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Annie Leibovitz: A Photographer's Life, 1990-2005

February 10 - April 22, 2007


The San Diego Museum of Art is the first West Coast venue for a major internationally touring exhibition of the leading contemporary photographer Annie Leibovitz from February 10 to April 22, 2007. Annie Leibovitz: A Photographer's Life, 1990-2005 features approximately 200 photographs by Leibovitz, including family photographs and portraits of public figures, such as Colin Powell, Nicole Kidman, Brad Pitt, Merce Cunningham, and Bill Clinton. These compelling photographs provide a rare glimpse into the wide range of subjects captured by Leibovitz, who is counted among the most celebrated photographers of our time.

Organized by the Brooklyn Museum and sponsored by American Express, the exhibition encompasses work Leibovitz made on assignment as a professional photographer, as well as personal photographs of her family and close friends. "I don't have two lives," Leibovitz says. "This is one life, and the personal pictures and the assignment work are all part of it." The photographer's personal material, images that many are less familiar with, reflect Leibovitz's talents in a way that differs from her public career. They document the birth of her three daughters and many events involving her large family, including the death of her father.

Leibovitz's recognizable portraits of public figures include the pregnant Demi Moore, Mikhail Baryshnikov and Rob Besserer on Cumberland Island, George W. Bush with members of his Cabinet at the White House, Michael Moore at the Del Mar Fairgrounds, William S. Burroughs in Kansas, and Agnes Martin in Taos. Her assignment work includes searing reportage from the siege of Sarajevo in the early 1990s and a series of landscapes taken in the American West and in the Jordanian desert.

"This is a landmark exhibition of a major photographer's work," says SDMA executive director Derrick Cartwright. "Few contemporary photographers can rival Annie Leibovitz in terms of sheer popularity and immediate familiarity. Her imagery compels deeper attention to the critical dimensions of photojournalism and has earned Leibovitz the respect of both her subjects and her peers. We look forward to sharing this gifted artist's memorable craft with our visitors and we are proud to be the first West Coast venue for this major project."

Annie Leibovitz has been making witty, powerful images documenting American popular culture since the early 1970s, when her work began appearing in Rolling Stone. She became the magazine's chief photographer in 1973 and ten years later began working for Vanity Fair, and then Vogue, creating a legendary body of work. In addition to her magazine work, Leibovitz has created influential advertising campaigns for American Express, Gap, Givenchy, The Sopranos, and the Milk Board. The subject of several museum and gallery retrospectives, she was named a Living Legend by the Library of Congress in 2000 and one of the thirty-five Innovators of Our Time by Smithsonian Magazine in 2005.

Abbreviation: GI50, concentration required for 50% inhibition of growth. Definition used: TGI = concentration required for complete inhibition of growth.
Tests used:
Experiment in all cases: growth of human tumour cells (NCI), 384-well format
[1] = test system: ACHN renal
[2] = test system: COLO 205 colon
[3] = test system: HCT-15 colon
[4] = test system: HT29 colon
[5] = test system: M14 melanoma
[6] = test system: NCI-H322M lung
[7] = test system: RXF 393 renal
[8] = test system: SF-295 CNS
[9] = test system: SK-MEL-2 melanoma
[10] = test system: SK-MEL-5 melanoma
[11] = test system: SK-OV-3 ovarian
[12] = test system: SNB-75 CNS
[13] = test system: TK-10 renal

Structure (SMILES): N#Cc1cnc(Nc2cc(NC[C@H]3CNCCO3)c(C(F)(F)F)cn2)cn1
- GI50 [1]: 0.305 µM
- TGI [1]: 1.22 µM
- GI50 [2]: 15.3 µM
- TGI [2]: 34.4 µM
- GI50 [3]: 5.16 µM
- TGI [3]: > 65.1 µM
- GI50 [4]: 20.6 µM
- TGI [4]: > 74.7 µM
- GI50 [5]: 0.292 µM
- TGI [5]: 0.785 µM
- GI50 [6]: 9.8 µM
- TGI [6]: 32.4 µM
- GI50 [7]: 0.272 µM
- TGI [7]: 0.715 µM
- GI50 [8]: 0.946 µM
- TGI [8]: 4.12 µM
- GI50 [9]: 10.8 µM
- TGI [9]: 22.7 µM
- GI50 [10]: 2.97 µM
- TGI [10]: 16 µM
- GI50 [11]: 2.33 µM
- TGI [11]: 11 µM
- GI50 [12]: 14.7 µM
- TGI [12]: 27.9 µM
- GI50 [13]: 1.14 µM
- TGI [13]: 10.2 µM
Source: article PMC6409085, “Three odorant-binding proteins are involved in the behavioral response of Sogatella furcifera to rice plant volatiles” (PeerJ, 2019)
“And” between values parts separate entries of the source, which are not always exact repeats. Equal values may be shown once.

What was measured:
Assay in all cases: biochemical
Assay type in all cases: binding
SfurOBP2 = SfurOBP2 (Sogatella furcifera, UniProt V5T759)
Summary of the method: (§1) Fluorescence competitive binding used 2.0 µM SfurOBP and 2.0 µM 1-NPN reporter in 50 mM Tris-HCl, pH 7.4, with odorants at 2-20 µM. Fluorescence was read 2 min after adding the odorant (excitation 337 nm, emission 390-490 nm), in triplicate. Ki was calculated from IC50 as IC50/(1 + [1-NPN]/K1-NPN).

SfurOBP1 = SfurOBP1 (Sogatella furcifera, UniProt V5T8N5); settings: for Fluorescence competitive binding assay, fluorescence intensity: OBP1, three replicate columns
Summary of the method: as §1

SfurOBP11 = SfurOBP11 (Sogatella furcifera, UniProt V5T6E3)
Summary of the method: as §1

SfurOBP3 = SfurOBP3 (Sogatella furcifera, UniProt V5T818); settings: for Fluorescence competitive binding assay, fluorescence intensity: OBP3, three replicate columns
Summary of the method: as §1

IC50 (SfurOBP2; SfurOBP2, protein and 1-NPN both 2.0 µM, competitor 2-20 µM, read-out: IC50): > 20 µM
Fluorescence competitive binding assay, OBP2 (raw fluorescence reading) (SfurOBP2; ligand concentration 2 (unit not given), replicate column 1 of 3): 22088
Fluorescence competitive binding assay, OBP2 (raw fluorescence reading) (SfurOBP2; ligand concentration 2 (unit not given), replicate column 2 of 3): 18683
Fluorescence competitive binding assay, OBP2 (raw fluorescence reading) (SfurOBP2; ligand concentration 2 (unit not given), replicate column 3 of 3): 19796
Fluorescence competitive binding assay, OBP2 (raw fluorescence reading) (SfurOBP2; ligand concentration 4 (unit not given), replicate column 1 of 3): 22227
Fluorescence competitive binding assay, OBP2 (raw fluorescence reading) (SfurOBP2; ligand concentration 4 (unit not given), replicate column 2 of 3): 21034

(above: Annie Leibovitz, My parents with my sisters Paula and Barbara and Paula's son Ross, Peter's Pond Beach, Wainscott, Long Island, 1992. © Annie Leibovitz)


From the SDMA Director

Few names in contemporary art enjoy the same level of recognition as Annie Leibovitz. Her lush color photographs of Hollywood celebrities, athletes, musicians, visual artists, and heads of state are well known to us from both popular media sources and from books. Like some legendary figures from throughout the history of photography-Matthew Brady in New York and Felix Tournachon (a.k.a. Nadar) in Paris, for example-the name Leibovitz has in our day become virtually synonymous with attention-grabbing portraiture of irrefutably mass appeal. In her own right, Leibovitz can claim credentials as both an artist and celebrity.

Opening this winter, Annie Leibovitz: A Photographer's Life, 1990­2005 provides a comprehensive survey of the artist's public and private work with over 200 images. Visitors who are already familiar with her bold, often unconventional treatments of well-known sitters will not be disappointed with the exhibition. Demi Moore, Johnny Depp, Kate Moss, Mikhail Baryshnikov, Nicole Kidman, and Mick Jagger can all be found in the galleries.

One of the great surprises of this exhibition, however, is that it is not merely an accumulation of marquee portraiture for which Leibovitz is justly famous. The exhibition includes the full spectrum of her artistic practice. There are large-scale landscapes, family snapshots, and images of gripping personal significance. A Photographer's Life presents the first thorough investigation of how this artist combines her professional and personal worlds.